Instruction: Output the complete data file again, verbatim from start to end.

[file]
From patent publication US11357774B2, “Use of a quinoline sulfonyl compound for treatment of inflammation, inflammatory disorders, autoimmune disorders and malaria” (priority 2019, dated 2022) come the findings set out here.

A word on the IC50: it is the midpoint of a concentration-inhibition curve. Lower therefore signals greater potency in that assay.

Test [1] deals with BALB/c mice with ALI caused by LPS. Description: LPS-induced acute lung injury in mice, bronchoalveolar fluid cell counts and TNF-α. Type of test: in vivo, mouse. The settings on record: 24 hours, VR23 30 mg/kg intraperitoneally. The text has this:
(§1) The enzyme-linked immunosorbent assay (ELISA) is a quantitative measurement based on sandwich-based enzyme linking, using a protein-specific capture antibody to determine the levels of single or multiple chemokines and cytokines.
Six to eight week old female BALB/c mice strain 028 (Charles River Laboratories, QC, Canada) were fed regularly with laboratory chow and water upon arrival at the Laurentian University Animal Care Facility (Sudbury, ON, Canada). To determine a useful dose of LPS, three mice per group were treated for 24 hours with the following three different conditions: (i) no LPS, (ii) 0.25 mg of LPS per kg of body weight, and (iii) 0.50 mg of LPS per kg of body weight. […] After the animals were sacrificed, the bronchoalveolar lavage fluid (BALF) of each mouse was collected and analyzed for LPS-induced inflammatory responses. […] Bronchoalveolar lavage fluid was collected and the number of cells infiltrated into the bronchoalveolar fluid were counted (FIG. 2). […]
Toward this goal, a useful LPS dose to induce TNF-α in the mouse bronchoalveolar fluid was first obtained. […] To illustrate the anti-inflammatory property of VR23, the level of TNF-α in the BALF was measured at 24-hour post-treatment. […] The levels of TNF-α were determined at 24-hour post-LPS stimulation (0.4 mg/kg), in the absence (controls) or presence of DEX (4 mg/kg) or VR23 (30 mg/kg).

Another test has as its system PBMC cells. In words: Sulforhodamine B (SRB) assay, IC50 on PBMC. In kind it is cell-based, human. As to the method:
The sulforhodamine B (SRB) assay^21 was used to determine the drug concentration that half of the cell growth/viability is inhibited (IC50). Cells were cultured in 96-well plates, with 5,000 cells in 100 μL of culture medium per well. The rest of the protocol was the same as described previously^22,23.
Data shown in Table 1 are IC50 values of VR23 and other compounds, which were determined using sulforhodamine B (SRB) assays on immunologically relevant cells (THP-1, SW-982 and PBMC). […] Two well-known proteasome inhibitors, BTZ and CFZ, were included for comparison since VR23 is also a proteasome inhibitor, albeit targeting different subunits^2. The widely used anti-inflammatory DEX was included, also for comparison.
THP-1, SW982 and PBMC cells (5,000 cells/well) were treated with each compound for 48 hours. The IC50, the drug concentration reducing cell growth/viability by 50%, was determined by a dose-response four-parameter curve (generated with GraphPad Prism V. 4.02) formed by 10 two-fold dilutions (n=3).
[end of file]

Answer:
From patent publication US11357774B2, “Use of a quinoline sulfonyl compound for treatment of inflammation, inflammatory disorders, autoimmune disorders and malaria” (priority 2019, dated 2022) come the findings set out here.

A word on the IC50: it is the midpoint of a concentration-inhibition curve. Lower therefore signals greater potency in that assay.

Test [1] deals with BALB/c mice with ALI caused by LPS. Description: LPS-induced acute lung injury in mice, bronchoalveolar fluid cell counts and TNF-α. Type of test: in vivo, mouse. The settings on record: 24 hours, VR23 30 mg/kg intraperitoneally. The text has this:
(§1) The enzyme-linked immunosorbent assay (ELISA) is a quantitative measurement based on sandwich-based enzyme linking, using a protein-specific capture antibody to determine the levels of single or multiple chemokines and cytokines.
Six to eight week old female BALB/c mice strain 028 (Charles River Laboratories, QC, Canada) were fed regularly with laboratory chow and water upon arrival at the Laurentian University Animal Care Facility (Sudbury, ON, Canada). To determine a useful dose of LPS, three mice per group were treated for 24 hours with the following three different conditions: (i) no LPS, (ii) 0.25 mg of LPS per kg of body weight, and (iii) 0.50 mg of LPS per kg of body weight. […] After the animals were sacrificed, the bronchoalveolar lavage fluid (BALF) of each mouse was collected and analyzed for LPS-induced inflammatory responses. […] Bronchoalveolar lavage fluid was collected and the number of cells infiltrated into the bronchoalveolar fluid were counted (FIG. 2). […]
Toward this goal, a useful LPS dose to induce TNF-α in the mouse bronchoalveolar fluid was first obtained. […] To illustrate the anti-inflammatory property of VR23, the level of TNF-α in the BALF was measured at 24-hour post-treatment. […] The levels of TNF-α were determined at 24-hour post-LPS stimulation (0.4 mg/kg), in the absence (controls) or presence of DEX (4 mg/kg) or VR23 (30 mg/kg).

Another test has as its system PBMC cells. In words: Sulforhodamine B (SRB) assay, IC50 on PBMC. In kind it is cell-based, human. As to the method:
The sulforhodamine B (SRB) assay^21 was used to determine the drug concentration that half of the cell growth/viability is inhibited (IC50). Cells were cultured in 96-well plates, with 5,000 cells in 100 μL of culture medium per well. The rest of the protocol was the same as described previously^22,23.
Data shown in Table 1 are IC50 values of VR23 and other compounds, which were determined using sulforhodamine B (SRB) assays on immunologically relevant cells (THP-1, SW-982 and PBMC). […] Two well-known proteasome inhibitors, BTZ and CFZ, were included for comparison since VR23 is also a proteasome inhibitor, albeit targeting different subunits^2. The widely used anti-inflammatory DEX was included, also for comparison.
THP-1, SW982 and PBMC cells (5,000 cells/well) were treated with each compound for 48 hours. The IC50, the drug concentration reducing cell growth/viability by 50%, was determined by a dose-response four-parameter curve (generated with GraphPad Prism V. 4.02) formed by 10 two-fold dilutions (n=3).